Anyone who knows me will tell you that I have what could be described as a 'slightly' irrational fear of East London. It all stems back to two incidents almost a decade ago, one where I was stupid enough to wear heels on New Year's Eve in Hoxton, sprained my ankle on the way there and spent the evening sat with my foot in a bucket of ice whilst people talked over my head and the second being a rather nasty "you're not cool enough to be here" type slur in a bar that shall remain nameless. The upshot was that I was left thinking, sod you East London, you're a devil to get to from South West London anyway and London's a big old place with plenty to do and see. It is therefore a rare gem that can attract me across the threshold of the Borough of Tower Hamlets and Sager & Wilde is that gem. Following a former acclaimed pop-up site,  Charlotte and Michael Sager- Wilde opened their eponymous wine bar in late August 2013 to a steady flow of positive press. Wine tasting buddies S, Z & A have been waxing lyrical about it for so long that I finally took a deep breath and headed East. Food is not the primary focus here but that didn't stop all the morsels that crossed our table from being excellent. It is more about the wine though. I would challenge anyone to find a more well rounded list of wines by the glass in London. Yes, there are places that do lots by the glass but you are usually fighting your way through a tide of mediocrity to dig out a winner. Here they are all good.  It is evident that each one has been selected with such care and attention that you're unlikely to ever pick a dud. The four of us decided early on that a definite strategy was required in working our way through the list without falling over.I kicked off with a fizzy number. A sparkling Surrey Brut Sugrue Pierre 2010 was an experience. It definitely lived up to its "Brut" label being mouth numbingly dry before bursting into ripe citrus juiciness. All in all not dissimilar to sherbet and a palate enlivening start to proceedings. Considering that Swig are currently retailing it for a rather hefty £49 a bottle, £8.50 a glass seemed very reasonable indeed and you can take all wines away from S&W for a tenner less than the bar price so in this case I could have taken it home for £37. Decanter gave it 97/100 if that's your preferred yardstick. The best adjective I could find to describe the Viognier from Francois Villard (Contours de Deponcins 2011) was 'pretty'. That doesn't seem like anywhere near an adequate enough description so I will try and elaborate. So fragrant with a nose and palate of white peaches and a little citrus zing followed by a  fairly lengthy aftertaste reminiscent of jasmine tea. There, is that better? It was a true glugger and on a summer's afternoon a bottle could easily disappear without pause for thought. Willi Schaefer's 2009 Riseling Kabinett from Graacher Himmelreich was a model of a beautifully made German Riesling. The classic, tell tale - petrol/vinyl/new carpet aroma was all there (it is a good thing honestly, just go with me on this one!) and the off dry sweetness partnered with a refreshing acidity just left you wanting more, and more, and more ad infinitum. The 2008 Corton Charlemagne Grand Cru from Domaine de Montille was sumptuous in its creaminess but boasted a chilled, refined, purity of fruit. A sure fire indicator of how much I like a wine in a restaurant is whether I try and buy it for myself and a quick scan of Wine Searcher left me disappointed as I couldn't find anywhere in the world stocking this in and only somewhere in France with the 2007 so if I want any I'm going to have to hot foot it back to S&W. Picture borrowed from S&W website as my pic was awful so copyright is theirs. Its usually lots more full. I'm at the table bottom right. Can't see me? I'm there!Wines that I didn't have a glass of but stole a gulp of included a very good indeed a 2004 Swartland GSM from Sequillo by Eben Sadie, a 2012 Macon from Uchizy Talmard and a 2005 Volnay from Domaine des Comtes Lafon. All were highly praised. The peak of my aforementioned 'strategy' was going to be a glass of 1998 Chateau d'Yquem, a snip at £14.50. Unfortunately the bottle was a bit of a dud (I felt just as bad for them as I did for me, how annoying to waste what should be such a lovely bottle) so I swapped my Yquem for a glass of Rioja Gran Reserva '890' by La Rioja Alta (1998).  Tasting very developed, it had moved distinctly through to secondary characters of leather and a lot of meat influences but there was certainly some life in the old dog yet and the classic characteristics of some dark cherries with a little spice thrown in were all still present. Smooth drinking but with elegant tannins, the Rioja turned out to be an excellent foil for a cheese board of Reblochon, Shropshire Blue and Comte all served with some surprising sweet but yummy cauliflower flatbreads and quince jelly.By the way, I'm absolutely NOT allowed to mention that the grilled cheese sandwiches are really both very gooey and delicious and very reasonably priced, apparently it would be best kept a secret so shhhhhhhhh! (sorry S).  Also on offer are various sliced charcuterie bits and bobs and olives/nuts etc. My only criticism of the whole place would be that the red list was quite Pinot Noir heavy on the day that I went but then again I'm totally aware that I'm a minority in not appreciating its subtle charms.   Oh, that and the hipster chap sat in the corner wearing a woollen, yellow hat that looked like a giant prophylactic which was a little disarming but that's East London for you....Look, I was even sober enough to take an in-focus photo on the way out (even if there is a weird blue bit in the shot.....)Will I go back? Wild horses couldn't stop me and I'm maybe even not scared of East London any more. I'm a little bit devastated that I didn't try the n'duja on toast though but all the more reason for an imminent return. Sager & Wilde193 Hackney Road, London. E2 8JL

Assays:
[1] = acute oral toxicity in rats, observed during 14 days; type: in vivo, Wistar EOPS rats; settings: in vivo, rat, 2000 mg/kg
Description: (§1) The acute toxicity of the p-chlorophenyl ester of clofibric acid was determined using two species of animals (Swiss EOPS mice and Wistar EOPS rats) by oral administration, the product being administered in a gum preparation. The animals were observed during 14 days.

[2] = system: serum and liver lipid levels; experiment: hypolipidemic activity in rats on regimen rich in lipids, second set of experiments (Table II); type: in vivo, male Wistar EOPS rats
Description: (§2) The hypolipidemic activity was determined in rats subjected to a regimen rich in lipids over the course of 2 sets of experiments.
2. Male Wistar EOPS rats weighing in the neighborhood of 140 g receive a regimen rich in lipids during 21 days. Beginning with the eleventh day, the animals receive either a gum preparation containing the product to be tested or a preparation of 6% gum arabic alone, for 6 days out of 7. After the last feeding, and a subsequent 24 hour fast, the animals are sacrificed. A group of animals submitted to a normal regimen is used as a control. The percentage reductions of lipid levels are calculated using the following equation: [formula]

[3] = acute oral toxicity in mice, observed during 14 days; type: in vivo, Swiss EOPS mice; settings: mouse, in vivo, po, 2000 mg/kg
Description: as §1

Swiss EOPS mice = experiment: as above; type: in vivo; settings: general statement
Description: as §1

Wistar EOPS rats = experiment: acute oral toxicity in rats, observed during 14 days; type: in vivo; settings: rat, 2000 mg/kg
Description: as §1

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  2. Published : Monday, 16th December 2013